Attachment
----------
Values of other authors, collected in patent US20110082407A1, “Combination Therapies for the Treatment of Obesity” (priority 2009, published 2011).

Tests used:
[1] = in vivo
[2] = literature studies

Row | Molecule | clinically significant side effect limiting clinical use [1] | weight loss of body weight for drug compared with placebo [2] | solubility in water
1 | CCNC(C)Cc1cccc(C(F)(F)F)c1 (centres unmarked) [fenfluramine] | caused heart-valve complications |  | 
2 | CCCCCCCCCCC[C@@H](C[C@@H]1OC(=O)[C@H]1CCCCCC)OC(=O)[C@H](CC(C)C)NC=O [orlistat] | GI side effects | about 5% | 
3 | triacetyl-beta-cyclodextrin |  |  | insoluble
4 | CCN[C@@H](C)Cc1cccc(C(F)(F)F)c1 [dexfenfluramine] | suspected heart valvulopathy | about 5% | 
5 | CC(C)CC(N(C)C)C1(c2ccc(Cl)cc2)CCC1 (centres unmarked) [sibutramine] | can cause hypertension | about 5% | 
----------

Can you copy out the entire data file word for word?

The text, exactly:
Values of other authors, collected in patent US20110082407A1, “Combination Therapies for the Treatment of Obesity” (priority 2009, published 2011).

Tests used:
[1] = in vivo
[2] = literature studies

Row | Molecule | clinically significant side effect limiting clinical use [1] | weight loss of body weight for drug compared with placebo [2] | solubility in water
1 | CCNC(C)Cc1cccc(C(F)(F)F)c1 (centres unmarked) [fenfluramine] | caused heart-valve complications |  | 
2 | CCCCCCCCCCC[C@@H](C[C@@H]1OC(=O)[C@H]1CCCCCC)OC(=O)[C@H](CC(C)C)NC=O [orlistat] | GI side effects | about 5% | 
3 | triacetyl-beta-cyclodextrin |  |  | insoluble
4 | CCN[C@@H](C)Cc1cccc(C(F)(F)F)c1 [dexfenfluramine] | suspected heart valvulopathy | about 5% | 
5 | CC(C)CC(N(C)C)C1(c2ccc(Cl)cc2)CCC1 (centres unmarked) [sibutramine] | can cause hypertension | about 5% | 